In the recent literature at the interface between economics, biology and neuroscience, several authors argue that by adopting an interdisciplinary approach to the analysis of decision making, economists will be able to construct predictively and explanatorily superior models. However, most economists remain quite reluctant to import biological or neural insights into their account of choice behaviour. In this paper, I reconstruct and critique one of the main arguments by means of which economists attempt to vindicate their conservative position. Furthermore, I (...)
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  14. What is money? An alternative to Searle's institutional facts.J. P. Smit, Filip Buekens & Stan du Plessis - 2011 - Economics and Philosophy 27 (1):1-22.
    In The Construction of Social Reality, John Searle develops a theory of institutional facts and objects, of which money, borders and property are presented as prime examples. These objects are the result of us collectively intending certain natural objects to have a certain status, i.e. to ‘count as’ being certain social objects. This view renders such objects irreducible to natural objects. In this paper we propose a radically different approach that is more compatible with standard economic theory. We claim that (...)
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  15. Function and Mechanism: the metaphysics of neuroeconomics.Michiru Nagatsu - 2010 - Journal of Economic Methodology 17 (2):197-205.
    In this paper, I examine metaphysical aspects in the neuroeconomics debate. I propose that part of the debate can be better understood by supposing two metaphysical stances, mechanistic and functional. I characterize the two stances, and discuss their relations. I consider two models of framing, in order to illustrate how the features of mechanistic and functional stances figure in the practice of the sciences of individual decision making.
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  16. Neuroeconomics: A critical reconsideration.Glenn W. Harrison - 2008 - Economics and Philosophy 24 (3):303-344.
    Understanding more about how the brain functionsshouldhelp us understand economic behaviour. But some would have us believe that it has done this already, and that insights from neuroscience have already provided insights in economics that we would not otherwise have. Much of this is just academic marketing hype, and to get down to substantive issues we need to identify that fluff for what it is. After we clear away the distractions, what is left? The answer is that a lot is (...)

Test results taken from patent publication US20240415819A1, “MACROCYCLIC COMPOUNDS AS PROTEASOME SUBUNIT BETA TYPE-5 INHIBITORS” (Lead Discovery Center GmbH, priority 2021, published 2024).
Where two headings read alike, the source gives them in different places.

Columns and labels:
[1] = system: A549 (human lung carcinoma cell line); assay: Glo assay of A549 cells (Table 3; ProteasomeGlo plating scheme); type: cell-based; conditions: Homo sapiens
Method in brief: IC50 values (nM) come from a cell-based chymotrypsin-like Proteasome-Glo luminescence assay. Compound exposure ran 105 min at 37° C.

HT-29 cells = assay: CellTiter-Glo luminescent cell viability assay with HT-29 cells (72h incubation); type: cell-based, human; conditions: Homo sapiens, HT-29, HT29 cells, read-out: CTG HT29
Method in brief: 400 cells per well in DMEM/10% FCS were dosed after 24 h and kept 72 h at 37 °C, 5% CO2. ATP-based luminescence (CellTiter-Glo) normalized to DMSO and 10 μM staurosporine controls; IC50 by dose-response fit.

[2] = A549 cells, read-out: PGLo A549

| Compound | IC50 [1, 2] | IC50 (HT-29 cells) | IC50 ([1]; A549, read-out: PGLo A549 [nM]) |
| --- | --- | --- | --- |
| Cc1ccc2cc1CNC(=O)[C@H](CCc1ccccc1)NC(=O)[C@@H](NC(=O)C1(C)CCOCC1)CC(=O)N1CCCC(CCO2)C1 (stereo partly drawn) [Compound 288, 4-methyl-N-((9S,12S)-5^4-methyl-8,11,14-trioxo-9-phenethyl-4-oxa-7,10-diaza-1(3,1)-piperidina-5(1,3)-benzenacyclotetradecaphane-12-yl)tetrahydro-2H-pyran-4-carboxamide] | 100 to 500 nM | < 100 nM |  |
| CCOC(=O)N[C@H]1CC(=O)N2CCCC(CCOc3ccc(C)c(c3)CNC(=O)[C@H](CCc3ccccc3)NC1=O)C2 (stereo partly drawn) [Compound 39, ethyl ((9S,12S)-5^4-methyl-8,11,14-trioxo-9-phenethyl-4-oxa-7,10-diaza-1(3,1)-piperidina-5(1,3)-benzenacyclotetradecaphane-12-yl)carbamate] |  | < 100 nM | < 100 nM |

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  17. Is incomparability a problem for anyone?Nien-hê Hsieh - 2007 - Economics and Philosophy 23 (1):65-80.
    The incomparability of alternatives is thought to pose a problem for justified choice, particularly for proponents of comparativism better than,worse than,equally good,roughly equalon a par. namely, rejection of the transitivity of the relation In this paper, I argue that proponents of comparativism need not incur this cost. I defend the possibility of justified choice between incomparable alternatives on grounds that comparativists can accept. The possibility of incomparability has been met with resistance, in part because of the intuitive appeal of comparativism. (...)
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  18. Quine and the ontological turn in economics.John Latsis - 2006 - In Clive Lawson, John Latsis & Nuno Martins (eds.), Contributions to Social Ontology. New York: Routledge. pp. 15--127.
  19. Economics and autism : why the drive towards closure?John Lawson - 2006 - In Clive Lawson, John Latsis & Nuno Martins (eds.), Contributions to Social Ontology. New York: Routledge. pp. 15--293.
  20. Polanyi and the history of capitalism: Rejoinder to Blyth.Santhi Hejeebu & Deirdre McCloskey - 2004 - Critical Review: A Journal of Politics and Society 16 (1):135-142.
    Mark Blyth's rebuttal to our constructive critique of Polanyi “blithely” takes for granted the accuracy of Polanyi's now‐outdated historiography of capitalism—by means of a loose, overly expansive definition of capitalism that question‐beggingly equates it with modernity. Blyth emphasizes the need to view markets as “socially embedded,” with which we agree—but he appears not to take account of the individual self‐interest that is thus embedded. Similarly, he asserts a priori the role of ideas in history, in parallel to the economists he (...)
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  21. Human nature and the limits of science, John Dupré. Clarendon press, 2001, 211 pages. [REVIEW]Peter Carruthers - 2002 - Economics and Philosophy 18 (2):351-385.
  22. Symposium on explanations and social ontology 3: Can we dispense with structural explanations of social facts?Erik Weber & Jeroen Van Bouwel - 2002 - Economics and Philosophy 18 (2):259-275.